“He had to go into it to fill his
“Before going he should have told
her in words of his love.”
“You really think that his doing so
would have made any difference—
when all that he was then in a posi
tion to ask was faithfulness?”
Lady Annandale sighed.
“This particular girl was probably
brought up to marry, as, had she
been a boy, she would have been
brought up to some profession. In
your vision, what became of her?”
“She fulfilled what I see you con
sider to have been her destiny.”
“Yes; she married a peer.”
“And was happy ever after, accord
ing to the formula?”
“I suppose so. Isn’t every woman
happy who achieves rang and is an
“And the boy?”
“Woke from rosy dreams in the sun
light to find that in the time of his
slumbering the sky had become over
“And blamed the girl for a fault that
was his own?”
“No; he didn’t blame her, but for
a time he was heartbroken.”
“Did he lose sight of her altogeth
“Not altogether; for when, in the
fullness of time, she was again free,
he came back to her.”
“And he found her the same?
“This woman's beauty is a fact of
an astonishing order, and she is ten
times more lovely even than she was.”
“Her nature. Has that deterior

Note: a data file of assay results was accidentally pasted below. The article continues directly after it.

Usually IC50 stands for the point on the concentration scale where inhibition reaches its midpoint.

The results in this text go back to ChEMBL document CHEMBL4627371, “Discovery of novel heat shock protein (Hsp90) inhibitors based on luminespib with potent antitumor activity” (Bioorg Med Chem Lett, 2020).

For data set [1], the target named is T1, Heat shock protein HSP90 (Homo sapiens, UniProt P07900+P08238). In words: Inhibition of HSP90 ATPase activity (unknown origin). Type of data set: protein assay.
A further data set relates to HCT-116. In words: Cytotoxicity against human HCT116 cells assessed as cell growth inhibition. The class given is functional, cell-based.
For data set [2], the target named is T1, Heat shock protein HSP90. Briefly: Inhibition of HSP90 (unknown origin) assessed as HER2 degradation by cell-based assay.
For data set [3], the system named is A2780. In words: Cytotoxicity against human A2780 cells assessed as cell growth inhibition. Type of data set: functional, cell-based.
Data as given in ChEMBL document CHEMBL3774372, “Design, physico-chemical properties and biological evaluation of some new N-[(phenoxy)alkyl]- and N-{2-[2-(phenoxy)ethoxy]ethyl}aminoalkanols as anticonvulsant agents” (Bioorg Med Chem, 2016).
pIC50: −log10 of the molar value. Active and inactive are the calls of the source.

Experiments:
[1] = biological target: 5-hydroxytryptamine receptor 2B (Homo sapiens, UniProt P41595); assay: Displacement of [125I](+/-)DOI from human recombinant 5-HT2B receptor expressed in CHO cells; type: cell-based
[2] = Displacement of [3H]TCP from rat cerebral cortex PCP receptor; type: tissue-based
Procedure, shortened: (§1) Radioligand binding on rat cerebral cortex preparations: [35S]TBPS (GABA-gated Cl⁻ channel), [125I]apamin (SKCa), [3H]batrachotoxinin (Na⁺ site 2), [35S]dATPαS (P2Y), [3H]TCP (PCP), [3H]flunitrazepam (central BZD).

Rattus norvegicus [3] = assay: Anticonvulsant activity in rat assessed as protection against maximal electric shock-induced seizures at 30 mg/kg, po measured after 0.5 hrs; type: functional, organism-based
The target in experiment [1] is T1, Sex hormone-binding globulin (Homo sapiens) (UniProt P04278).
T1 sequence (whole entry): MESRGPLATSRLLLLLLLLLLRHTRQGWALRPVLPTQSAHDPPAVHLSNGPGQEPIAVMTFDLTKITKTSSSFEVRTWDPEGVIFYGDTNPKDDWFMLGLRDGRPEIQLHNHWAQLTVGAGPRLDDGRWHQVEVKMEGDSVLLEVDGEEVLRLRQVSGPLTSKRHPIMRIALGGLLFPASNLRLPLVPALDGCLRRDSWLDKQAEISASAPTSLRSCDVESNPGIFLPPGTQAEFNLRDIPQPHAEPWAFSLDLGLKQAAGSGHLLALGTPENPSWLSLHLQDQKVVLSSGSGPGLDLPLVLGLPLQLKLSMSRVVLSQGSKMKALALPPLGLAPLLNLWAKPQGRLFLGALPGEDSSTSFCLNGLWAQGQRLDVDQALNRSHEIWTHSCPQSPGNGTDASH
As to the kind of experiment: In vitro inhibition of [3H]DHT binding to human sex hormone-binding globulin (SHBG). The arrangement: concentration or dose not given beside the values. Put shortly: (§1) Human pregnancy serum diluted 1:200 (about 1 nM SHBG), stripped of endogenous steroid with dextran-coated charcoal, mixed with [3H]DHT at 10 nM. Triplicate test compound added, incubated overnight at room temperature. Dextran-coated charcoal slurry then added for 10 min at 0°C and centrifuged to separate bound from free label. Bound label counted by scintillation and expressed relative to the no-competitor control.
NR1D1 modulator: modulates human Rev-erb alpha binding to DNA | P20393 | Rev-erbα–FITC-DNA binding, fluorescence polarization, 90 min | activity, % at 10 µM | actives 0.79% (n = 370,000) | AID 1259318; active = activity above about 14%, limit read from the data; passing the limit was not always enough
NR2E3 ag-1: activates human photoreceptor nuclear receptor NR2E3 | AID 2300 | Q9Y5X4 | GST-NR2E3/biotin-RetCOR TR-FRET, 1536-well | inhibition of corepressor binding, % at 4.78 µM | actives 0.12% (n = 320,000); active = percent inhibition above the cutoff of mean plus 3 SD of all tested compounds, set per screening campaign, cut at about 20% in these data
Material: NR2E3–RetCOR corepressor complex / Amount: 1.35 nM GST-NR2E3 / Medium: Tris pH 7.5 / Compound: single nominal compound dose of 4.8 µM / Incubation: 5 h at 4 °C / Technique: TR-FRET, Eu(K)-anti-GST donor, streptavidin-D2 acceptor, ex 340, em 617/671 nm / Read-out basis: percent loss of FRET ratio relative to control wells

ated?” Lady Annandale spoke earnest
ly; her face was grave and sad.
“To test that is very simple.”
“I have but to say to her: ‘Marry
me, and let us together renew the
simplicity of our youth.’ The nest—
you remember that I spoke of a
She bowed her head.
“Is fairly lined. Will you with it
accept my heart and name?”
Lady Annandale's arms of aggres
sion, even of defense, were possibly
close at hand, but she made no at
tempt to reach them, and was not
maladroit in thus leaving them un
touched: for this harmlessness of at
titude on her part induced Godfrey to
lay aside his buckler of suspicion, and
in reply to her “Then this visit of
yours is, I take it, a tribute—a small
tribute to youthful sentiment, to a
dead love?” he, as lightly rejoined:
"By no means. Love, amongst the
other attributes which I have enu
merated, resembles a sachet, with
the scent of which we are so familiar
"I Couldn’t Go, She Interrupted.
that it is advisable sometimes to
shake it up anew.”
Then, seriously, he added: “Oh, my
dearest, we have lost ten years!”
“You would wish to take me to Cey
He saw the pupils of her eyes con
tract at the unattractiveness of the
“Of course, if—”
If Godfrey had come to her with the
intention she believed, or even if
this intention had teen caused by the
spell of proximity, he must be no
longer mistaken in her meaning. “I
couldn’t go.” she interrupted.
“Then we will leave Ceylon to take
care of itself,” he said, carelessly, tak
ing no more notice ol her words than
if she had not said them.
“You seriously mean that?”
“I was never more serious in my
life. I will abandon that nest and
make another over here.”
"Then we come to the second count
—your heart. Are you quite, quite
sure that it is negotiable flesh, not in
a battered condition?”
“You needn’t; for, oddly enough, I